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Hello,

Wordfoolery was gallivanting last week but as always I had my ear tuned in for unusual words. Amongst other nautical locations (my DS now blanches if I mention nautical history or maritime festivals) we took the excellent tour of the Dunbrody Famine Ship which is moored in New Ross, Co. Wexford.

The Dunbrody

Having studied the Great Famine (1844-1849) endlessly during school lessons in Ireland, I thought I knew everything about the ships dubbed “coffin ships” that stacked the emigrants high and shipped them from Ireland to Britain, Canada, America and elsewhere in search of survival. I was keen to see the ship however as she was built about 20 years ago by volunteers to be a total replica of the original 1844 Dunbrody, no mean feat when the skills to create tall-ships are increasingly lost to us.

She’s a fine ship, despite the dark history she illustrates. The mortality rate on the voyages was about 30% but it was still better odds than staying in Ireland where the population dropped by 50% in the five years of that famine (there were many other famines in Ireland in the 1800s).

The engaging, enthusiastic, and knowledgeable guide, who happily handled queries on the wider historic context of the famine and ship, decided to involve the younger members of my party in demonstrating life on board. DD got to stir the oatmeal/porridge on the deck’s brazier but DS got the plum job, he was handed a wooden bucket and challenged to handle it. Holding it at arm’s length he guessed it was the ship’s bathroom facilities and mimed tossing it overboard, after being advised to check which way the wind was blowing first.

Bathroom or Scuttlebutt?

I hoped the bucket wasn’t dual purpose, both for fresh and shall we say “used” water? If so it would be a primitive scuttlebutt. Butt is an old word for a barrel or cask, nothing to do with your rear. To scuttle something is to cut a hole in it – for example to hole the hull of a ship in order to sink it. The two together describe a cask or bucket with a lid. The lid had a hole in it so sailors could scoop out water using a drinking cup, but without allowing flies or dirt into the cask.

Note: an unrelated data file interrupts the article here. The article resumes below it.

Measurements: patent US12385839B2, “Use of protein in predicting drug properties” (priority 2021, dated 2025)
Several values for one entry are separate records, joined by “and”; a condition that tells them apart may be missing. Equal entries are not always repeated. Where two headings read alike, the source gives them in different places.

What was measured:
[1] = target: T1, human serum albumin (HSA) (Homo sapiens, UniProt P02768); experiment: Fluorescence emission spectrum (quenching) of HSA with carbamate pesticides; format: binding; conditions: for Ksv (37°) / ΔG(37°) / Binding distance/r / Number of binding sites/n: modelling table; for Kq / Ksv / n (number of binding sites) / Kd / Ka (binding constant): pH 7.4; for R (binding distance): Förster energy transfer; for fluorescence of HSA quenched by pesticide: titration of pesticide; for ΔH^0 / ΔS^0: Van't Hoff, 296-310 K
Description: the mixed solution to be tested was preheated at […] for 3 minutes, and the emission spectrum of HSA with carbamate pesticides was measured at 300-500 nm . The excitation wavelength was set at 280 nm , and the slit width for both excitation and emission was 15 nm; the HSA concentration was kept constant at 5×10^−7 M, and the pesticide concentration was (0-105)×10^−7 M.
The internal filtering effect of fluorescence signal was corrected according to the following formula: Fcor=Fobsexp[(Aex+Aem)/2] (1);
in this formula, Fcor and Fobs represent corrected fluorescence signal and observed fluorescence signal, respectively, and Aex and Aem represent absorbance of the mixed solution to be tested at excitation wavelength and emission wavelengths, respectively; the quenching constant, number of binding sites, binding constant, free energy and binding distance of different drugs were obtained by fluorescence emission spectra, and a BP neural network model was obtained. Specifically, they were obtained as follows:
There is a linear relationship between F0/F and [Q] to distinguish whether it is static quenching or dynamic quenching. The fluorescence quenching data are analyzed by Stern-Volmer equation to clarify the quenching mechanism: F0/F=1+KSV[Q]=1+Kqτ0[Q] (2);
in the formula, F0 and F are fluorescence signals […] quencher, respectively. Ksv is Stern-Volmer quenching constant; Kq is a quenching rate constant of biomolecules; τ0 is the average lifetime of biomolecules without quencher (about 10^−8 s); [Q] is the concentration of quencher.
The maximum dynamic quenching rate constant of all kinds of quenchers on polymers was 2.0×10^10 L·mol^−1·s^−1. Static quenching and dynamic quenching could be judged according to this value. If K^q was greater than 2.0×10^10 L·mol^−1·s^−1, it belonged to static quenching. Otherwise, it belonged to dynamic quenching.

The scuttlebutt was a place to congregate and exchange news from the 1700s on board ships, hence its meaning as gossip or insider news. It crossed over to landlubber use c. 1950s. The modern equivalent would be water-cooler-gossip and an eponymous version exists in Australia with the furphy (whose story I explore in my book “How to Get Your Name in the Dictionary” – coming later this year).

If you’re visiting the south-east of Ireland and have an interest in history, I can recommend the tour, just be careful of what way the wind is blowing.

Until next time happy reading, writing, and wordfooling,

Grace (a.k.a. Wordfoolery)

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Asgard II at Howth

Hello,

This week’s word is thanks to Terry Breverton’s excellent non-fiction tome “Nautical Curiosities” which I recently finished reading with a fistful of inspirations for my coastal novel series and for this blog. There may be a flood of nautical words on the horizon, you have been warned.

I’ll begin with gollywobbler because it’s such a ridiculous word. The gollywobbler is a “large square staysail hoisted between the masts of schooner in a reaching wind to increase speed”. As a motion-sickness-afflicted landlubber myself I scurried to the dictionary to understand that description. I’ll enlighten you as best I can.

A staysail is a fore and aft sail set on lines that run diagonally downward from a mast. These lines (what sailors call ropes) are called stays, hence the name. Unlike the square-rigged sails on a schooner, staylines are in line with the keel of the boat, i.e. at right angles to the rest of the sails. Thus, presumably, they catch wind from other directions and increase the ship’s speed. A reaching wind comes side-on to the boat and the staysails are perfectly positioned to use a reaching wind. Gollywobblers are still used on sailing boats today and there’s even a series of wines named after them.

The origin of gollywobbler is, sadly, unknown, but I imagine that running aloft to hoist one would have been a wobbly and rather terrifying task on the taller of the tall-ships. The gollywobbler is believed to have given rise to the expression “I have the collywobbles” which means to be afraid.

In other news this week, I’ve finished the major editing on my book about the fascinating people behind eponyms “How to Get Your Name into the Dictionary”. Now begins the the fine edits and work with the proof-reader and cover-designer. I’ll keep you posted on progress. If any of you review books, let me know in the comments or @Wordfoolery on twitter and I’ll send an ARC your way.